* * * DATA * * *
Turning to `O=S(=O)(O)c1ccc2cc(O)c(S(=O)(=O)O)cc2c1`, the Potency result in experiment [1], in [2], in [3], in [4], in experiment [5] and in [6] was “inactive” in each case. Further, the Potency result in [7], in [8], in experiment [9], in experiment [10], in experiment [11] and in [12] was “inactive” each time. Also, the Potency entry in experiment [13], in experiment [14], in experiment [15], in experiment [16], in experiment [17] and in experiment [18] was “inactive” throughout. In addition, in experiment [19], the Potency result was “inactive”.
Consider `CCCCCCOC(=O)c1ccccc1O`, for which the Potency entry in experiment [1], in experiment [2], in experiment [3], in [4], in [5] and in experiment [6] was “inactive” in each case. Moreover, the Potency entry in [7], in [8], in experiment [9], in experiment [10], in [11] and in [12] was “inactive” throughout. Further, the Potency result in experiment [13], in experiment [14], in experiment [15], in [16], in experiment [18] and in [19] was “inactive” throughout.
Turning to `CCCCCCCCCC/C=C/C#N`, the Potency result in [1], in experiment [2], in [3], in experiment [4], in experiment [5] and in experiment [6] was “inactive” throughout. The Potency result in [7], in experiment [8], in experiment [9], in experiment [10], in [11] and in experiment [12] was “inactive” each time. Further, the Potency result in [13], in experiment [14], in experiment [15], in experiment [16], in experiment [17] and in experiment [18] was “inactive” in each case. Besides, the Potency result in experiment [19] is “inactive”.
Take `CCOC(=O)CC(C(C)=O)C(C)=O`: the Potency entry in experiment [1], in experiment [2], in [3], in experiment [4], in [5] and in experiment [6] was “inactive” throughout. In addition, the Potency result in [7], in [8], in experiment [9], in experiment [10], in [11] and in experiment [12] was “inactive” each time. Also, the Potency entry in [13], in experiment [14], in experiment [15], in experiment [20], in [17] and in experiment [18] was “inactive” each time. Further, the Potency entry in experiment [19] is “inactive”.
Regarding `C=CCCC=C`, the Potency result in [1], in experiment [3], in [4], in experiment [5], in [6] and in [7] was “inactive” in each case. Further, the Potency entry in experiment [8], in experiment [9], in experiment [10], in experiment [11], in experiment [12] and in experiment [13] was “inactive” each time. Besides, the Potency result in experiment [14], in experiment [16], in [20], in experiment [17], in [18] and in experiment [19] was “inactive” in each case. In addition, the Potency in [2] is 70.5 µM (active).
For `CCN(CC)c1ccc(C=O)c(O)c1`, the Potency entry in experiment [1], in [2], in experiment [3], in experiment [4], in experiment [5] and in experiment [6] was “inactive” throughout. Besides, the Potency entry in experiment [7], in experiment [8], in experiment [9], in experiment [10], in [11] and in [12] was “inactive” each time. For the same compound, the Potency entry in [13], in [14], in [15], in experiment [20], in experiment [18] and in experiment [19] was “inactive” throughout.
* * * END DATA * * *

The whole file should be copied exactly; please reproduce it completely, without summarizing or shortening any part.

Turning to `O=S(=O)(O)c1ccc2cc(O)c(S(=O)(=O)O)cc2c1`, the Potency result in experiment [1], in [2], in [3], in [4], in experiment [5] and in [6] was “inactive” in each case. Further, the Potency result in [7], in [8], in experiment [9], in experiment [10], in experiment [11] and in [12] was “inactive” each time. Also, the Potency entry in experiment [13], in experiment [14], in experiment [15], in experiment [16], in experiment [17] and in experiment [18] was “inactive” throughout. In addition, in experiment [19], the Potency result was “inactive”.
Consider `CCCCCCOC(=O)c1ccccc1O`, for which the Potency entry in experiment [1], in experiment [2], in experiment [3], in [4], in [5] and in experiment [6] was “inactive” in each case. Moreover, the Potency entry in [7], in [8], in experiment [9], in experiment [10], in [11] and in [12] was “inactive” throughout. Further, the Potency result in experiment [13], in experiment [14], in experiment [15], in [16], in experiment [18] and in [19] was “inactive” throughout.
Turning to `CCCCCCCCCC/C=C/C#N`, the Potency result in [1], in experiment [2], in [3], in experiment [4], in experiment [5] and in experiment [6] was “inactive” throughout. The Potency result in [7], in experiment [8], in experiment [9], in experiment [10], in [11] and in experiment [12] was “inactive” each time. Further, the Potency result in [13], in experiment [14], in experiment [15], in experiment [16], in experiment [17] and in experiment [18] was “inactive” in each case. Besides, the Potency result in experiment [19] is “inactive”.
Take `CCOC(=O)CC(C(C)=O)C(C)=O`: the Potency entry in experiment [1], in experiment [2], in [3], in experiment [4], in [5] and in experiment [6] was “inactive” throughout. In addition, the Potency result in [7], in [8], in experiment [9], in experiment [10], in [11] and in experiment [12] was “inactive” each time. Also, the Potency entry in [13], in experiment [14], in experiment [15], in experiment [20], in [17] and in experiment [18] was “inactive” each time. Further, the Potency entry in experiment [19] is “inactive”.
Regarding `C=CCCC=C`, the Potency result in [1], in experiment [3], in [4], in experiment [5], in [6] and in [7] was “inactive” in each case. Further, the Potency entry in experiment [8], in experiment [9], in experiment [10], in experiment [11], in experiment [12] and in experiment [13] was “inactive” each time. Besides, the Potency result in experiment [14], in experiment [16], in [20], in experiment [17], in [18] and in experiment [19] was “inactive” in each case. In addition, the Potency in [2] is 70.5 µM (active).
For `CCN(CC)c1ccc(C=O)c(O)c1`, the Potency entry in experiment [1], in [2], in experiment [3], in experiment [4], in experiment [5] and in experiment [6] was “inactive” throughout. Besides, the Potency entry in experiment [7], in experiment [8], in experiment [9], in experiment [10], in [11] and in [12] was “inactive” each time. For the same compound, the Potency entry in [13], in [14], in [15], in experiment [20], in experiment [18] and in experiment [19] was “inactive” throughout.